• Having engaged in the most egregious sort of illegal retaliation, the law school and the university are going to be liable for, at a minimum, at least six figures worth of legal fees, should this case come to trial.  (Under federal law, whether the underlying discrimination claim is ultimately vindicated is irrelevant to the employer’s liability for retaliating against the complaining employee.  Such illegal retaliation requires the defendant to pay the plaintiff’s costs).

When given a final chance this week to avoid all this by entering into mediation, the university didn’t even bother to respond to our request to do so.

So here we – and they – are.

What most strikes me about this situation is the combination of maliciousness and incompetence on display.  A situation which could have been avoided at essentially no cost if the dean had simply done her job – a task that in this instance would have taken up perhaps half an hour of her time – has been blown up into a literal federal case because she couldn’t be bothered to do it.  And this pattern has been repeated by the central administrators and university lawyers who have chosen to let things get this far.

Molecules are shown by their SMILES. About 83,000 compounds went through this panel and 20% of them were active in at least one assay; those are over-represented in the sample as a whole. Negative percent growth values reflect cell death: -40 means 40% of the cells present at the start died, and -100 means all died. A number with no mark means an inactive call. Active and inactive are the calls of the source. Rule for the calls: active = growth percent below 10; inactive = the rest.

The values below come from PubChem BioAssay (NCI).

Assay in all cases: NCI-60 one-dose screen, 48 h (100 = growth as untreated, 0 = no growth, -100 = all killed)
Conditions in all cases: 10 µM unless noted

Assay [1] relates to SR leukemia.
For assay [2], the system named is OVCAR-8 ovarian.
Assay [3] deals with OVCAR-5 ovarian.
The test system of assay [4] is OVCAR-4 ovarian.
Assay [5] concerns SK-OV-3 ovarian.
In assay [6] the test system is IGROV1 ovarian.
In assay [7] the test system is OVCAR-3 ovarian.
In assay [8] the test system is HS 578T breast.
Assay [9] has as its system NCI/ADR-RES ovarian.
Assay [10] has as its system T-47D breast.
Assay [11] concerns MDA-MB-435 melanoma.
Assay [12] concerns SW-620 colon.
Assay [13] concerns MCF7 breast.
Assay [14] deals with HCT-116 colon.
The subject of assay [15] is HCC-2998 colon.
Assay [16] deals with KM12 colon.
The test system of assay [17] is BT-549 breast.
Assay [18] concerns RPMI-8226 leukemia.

The explanation for this level of incompetence is pretty straightforward: None of these people have their own skin in the game.  It’s somebody else’s money that’s being squandered here, so they just don’t care.  This also explains why the law school’s budget is such a disaster. Nothing is easier than spending other peoples’ money – at least until it finally runs out.  That indeed will be the story of higher education in America over the next couple of decades, as I’ve been pointing out in various places for quite a while now, which I understand is why I’m so popular with my colleagues and supervisors.

But at some point years of petty discrimination and harassment will finally go too far, and for me that point is now.